“I am sure God above is also sad.”
The Bible says Jesus was baptized in the Jordan River.
The river’s eastern bank, modern-day Jordan, and its western one both house baptismal sites, where rituals of faith unfold, a reflection of the river’s enduring religious, historical and cultural allure.
On the eastern bank, demining of the area where the Jordanian baptismal site now sits began after a 1994 peace treaty between Jordan and Israel.
On the West Bank, a team from The HALO Trust, a British-American charity, has cleared mines from areas housing churches in the vicinity of the Qasr al-Yahud site as recently as 2020. The site itself had opened for the public years earlier after Israel cleared a narrow road to the river, while the churches area remained off-limits and frozen in time for decades.
Work began to clear those mines in 2018, but only after three years of building trust and getting onboard all involved, from Israeli and Palestinian authorities to several Christian denominations that own the churches and lands, said Ronen Shimoni, who was part of the HALO effort.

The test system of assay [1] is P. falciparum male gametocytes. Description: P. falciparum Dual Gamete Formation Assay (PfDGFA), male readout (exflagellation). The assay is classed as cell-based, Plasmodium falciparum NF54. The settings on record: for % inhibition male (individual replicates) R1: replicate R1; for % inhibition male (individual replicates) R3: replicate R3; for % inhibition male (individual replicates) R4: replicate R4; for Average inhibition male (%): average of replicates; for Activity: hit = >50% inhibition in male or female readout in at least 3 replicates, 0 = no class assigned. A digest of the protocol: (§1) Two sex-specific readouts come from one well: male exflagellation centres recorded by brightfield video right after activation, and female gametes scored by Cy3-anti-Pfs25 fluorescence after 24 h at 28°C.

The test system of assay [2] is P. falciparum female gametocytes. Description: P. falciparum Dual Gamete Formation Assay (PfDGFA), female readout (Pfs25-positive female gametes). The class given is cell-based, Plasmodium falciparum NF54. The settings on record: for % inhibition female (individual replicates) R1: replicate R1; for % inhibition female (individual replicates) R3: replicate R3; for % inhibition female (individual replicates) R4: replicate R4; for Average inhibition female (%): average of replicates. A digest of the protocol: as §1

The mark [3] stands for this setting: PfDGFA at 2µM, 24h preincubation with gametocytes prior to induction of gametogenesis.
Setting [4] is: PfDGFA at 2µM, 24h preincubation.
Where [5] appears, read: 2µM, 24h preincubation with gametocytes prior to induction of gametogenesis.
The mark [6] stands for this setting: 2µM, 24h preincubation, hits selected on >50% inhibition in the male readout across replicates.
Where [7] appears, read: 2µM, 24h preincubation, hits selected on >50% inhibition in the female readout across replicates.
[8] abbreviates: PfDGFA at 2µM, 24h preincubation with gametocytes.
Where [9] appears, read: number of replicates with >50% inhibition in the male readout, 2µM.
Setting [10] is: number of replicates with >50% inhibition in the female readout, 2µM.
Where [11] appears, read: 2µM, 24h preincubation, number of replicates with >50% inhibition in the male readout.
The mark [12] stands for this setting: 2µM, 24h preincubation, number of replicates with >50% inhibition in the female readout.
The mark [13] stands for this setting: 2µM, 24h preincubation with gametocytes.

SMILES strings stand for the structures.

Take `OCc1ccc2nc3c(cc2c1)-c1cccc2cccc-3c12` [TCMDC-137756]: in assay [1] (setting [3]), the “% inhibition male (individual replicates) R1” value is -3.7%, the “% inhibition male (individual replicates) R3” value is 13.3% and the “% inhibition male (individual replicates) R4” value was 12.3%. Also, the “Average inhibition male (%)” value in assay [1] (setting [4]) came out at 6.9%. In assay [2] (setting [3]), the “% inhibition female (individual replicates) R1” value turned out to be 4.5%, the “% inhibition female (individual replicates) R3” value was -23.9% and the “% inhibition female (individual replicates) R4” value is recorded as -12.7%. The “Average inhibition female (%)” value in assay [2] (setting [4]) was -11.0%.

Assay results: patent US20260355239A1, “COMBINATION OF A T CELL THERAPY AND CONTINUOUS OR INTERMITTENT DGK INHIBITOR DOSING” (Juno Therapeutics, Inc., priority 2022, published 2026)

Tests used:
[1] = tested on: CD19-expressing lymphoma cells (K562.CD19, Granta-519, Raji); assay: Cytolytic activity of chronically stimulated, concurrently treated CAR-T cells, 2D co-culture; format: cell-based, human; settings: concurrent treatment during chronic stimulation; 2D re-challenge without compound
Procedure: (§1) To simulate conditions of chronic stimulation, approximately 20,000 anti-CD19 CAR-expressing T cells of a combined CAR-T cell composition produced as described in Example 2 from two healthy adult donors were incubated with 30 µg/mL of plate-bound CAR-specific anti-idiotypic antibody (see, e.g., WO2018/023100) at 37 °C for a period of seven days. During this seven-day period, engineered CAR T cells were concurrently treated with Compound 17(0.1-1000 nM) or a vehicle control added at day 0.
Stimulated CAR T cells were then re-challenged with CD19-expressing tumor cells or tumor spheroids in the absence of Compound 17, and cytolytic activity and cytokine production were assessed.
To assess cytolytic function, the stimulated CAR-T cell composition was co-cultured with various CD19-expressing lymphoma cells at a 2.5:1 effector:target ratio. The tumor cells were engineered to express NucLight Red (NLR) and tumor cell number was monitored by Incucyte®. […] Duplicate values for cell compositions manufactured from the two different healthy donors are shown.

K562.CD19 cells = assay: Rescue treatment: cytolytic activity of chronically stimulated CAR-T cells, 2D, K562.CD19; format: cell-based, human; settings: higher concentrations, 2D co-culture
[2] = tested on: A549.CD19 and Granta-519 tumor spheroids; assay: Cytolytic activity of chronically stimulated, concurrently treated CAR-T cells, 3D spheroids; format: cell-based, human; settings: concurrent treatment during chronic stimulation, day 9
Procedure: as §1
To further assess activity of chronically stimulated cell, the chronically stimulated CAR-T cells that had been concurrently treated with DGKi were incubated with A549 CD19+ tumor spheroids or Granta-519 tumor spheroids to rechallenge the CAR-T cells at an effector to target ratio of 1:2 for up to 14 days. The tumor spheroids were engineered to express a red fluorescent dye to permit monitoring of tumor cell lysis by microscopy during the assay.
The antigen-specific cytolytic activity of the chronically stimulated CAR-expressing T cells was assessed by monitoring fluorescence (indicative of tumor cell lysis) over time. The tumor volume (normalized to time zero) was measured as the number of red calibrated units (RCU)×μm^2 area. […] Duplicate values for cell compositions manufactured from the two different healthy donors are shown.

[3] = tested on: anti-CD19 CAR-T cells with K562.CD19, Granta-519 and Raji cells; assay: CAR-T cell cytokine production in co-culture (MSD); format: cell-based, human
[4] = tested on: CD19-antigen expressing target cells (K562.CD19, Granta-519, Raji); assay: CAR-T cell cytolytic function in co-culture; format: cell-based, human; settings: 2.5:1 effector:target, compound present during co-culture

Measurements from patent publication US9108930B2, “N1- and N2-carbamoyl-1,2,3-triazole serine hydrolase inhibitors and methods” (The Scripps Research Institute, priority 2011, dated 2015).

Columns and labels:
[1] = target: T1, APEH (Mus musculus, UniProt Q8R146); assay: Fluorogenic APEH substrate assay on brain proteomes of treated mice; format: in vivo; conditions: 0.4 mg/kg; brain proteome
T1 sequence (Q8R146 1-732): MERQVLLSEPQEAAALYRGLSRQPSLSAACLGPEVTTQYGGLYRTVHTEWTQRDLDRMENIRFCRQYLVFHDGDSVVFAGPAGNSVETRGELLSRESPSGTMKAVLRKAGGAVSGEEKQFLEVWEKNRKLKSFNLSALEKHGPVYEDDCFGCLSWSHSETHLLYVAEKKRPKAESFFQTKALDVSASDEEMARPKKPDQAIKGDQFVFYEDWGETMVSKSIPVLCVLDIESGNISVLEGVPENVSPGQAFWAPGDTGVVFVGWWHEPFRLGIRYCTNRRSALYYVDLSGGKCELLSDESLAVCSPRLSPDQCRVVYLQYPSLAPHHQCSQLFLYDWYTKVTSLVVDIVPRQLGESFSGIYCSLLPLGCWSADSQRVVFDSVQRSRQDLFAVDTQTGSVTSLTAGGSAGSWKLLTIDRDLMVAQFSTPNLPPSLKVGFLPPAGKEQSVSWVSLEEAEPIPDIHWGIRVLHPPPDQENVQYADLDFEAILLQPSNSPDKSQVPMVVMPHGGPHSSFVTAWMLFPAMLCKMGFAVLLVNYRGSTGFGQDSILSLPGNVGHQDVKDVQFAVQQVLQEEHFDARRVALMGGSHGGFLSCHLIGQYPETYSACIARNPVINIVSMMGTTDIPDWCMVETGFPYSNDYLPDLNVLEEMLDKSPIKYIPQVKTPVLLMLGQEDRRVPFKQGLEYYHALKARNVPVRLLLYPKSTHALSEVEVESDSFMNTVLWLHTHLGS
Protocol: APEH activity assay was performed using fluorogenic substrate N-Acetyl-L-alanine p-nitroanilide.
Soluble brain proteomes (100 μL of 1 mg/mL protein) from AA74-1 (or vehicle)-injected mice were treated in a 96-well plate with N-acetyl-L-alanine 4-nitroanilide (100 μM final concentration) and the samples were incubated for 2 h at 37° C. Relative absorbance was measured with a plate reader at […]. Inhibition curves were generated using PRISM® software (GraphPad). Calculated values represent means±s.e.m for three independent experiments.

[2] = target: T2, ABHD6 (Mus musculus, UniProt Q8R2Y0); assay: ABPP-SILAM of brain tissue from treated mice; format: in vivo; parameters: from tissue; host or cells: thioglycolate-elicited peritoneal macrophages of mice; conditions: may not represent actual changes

“Nothing is simple here in the West Bank,” Shimoni said.
It’s against that turbulent backdrop that EcoPeace Middle East has been urging regional collaboration on the Jordan between rivals who have long had every motivation to squeeze as much water as possible out of the river or its tributaries.
“Any fresh water left in the river would have in the past been seen as empowering the enemy. … You take everything that you can,” said Gidon Bromberg, the group’s Israeli director.
“There’s legitimate need for the water. … Water is scarce,” he said. “But the conflict creates an incentive to take everything.”
The result is that the Lower Jordan’s annual discharge into the Dead Sea was estimated at 20 million to 200 million cubic meters compared to a historic amount of 1.3 billion cubic meters, according to a report published in 2013 by a U.N. commission and a German federal institute. Bromberg puts the current figure at no more than 70 million cubic meters.
“Israel, from a historical perspective, has taken about half the water, and Syria and Jordan have taken the other half,” Bromberg said. “The pollution that’s coming into the river is coming from Jordanian, Palestinian and Israeli sides and a little bit also from Syria.”
For Palestinians in the West Bank, the only way to see the Jordan River is to visit the Israeli-run baptismal site there, said Nada Majdalani, EcoPeace’s Palestinian director.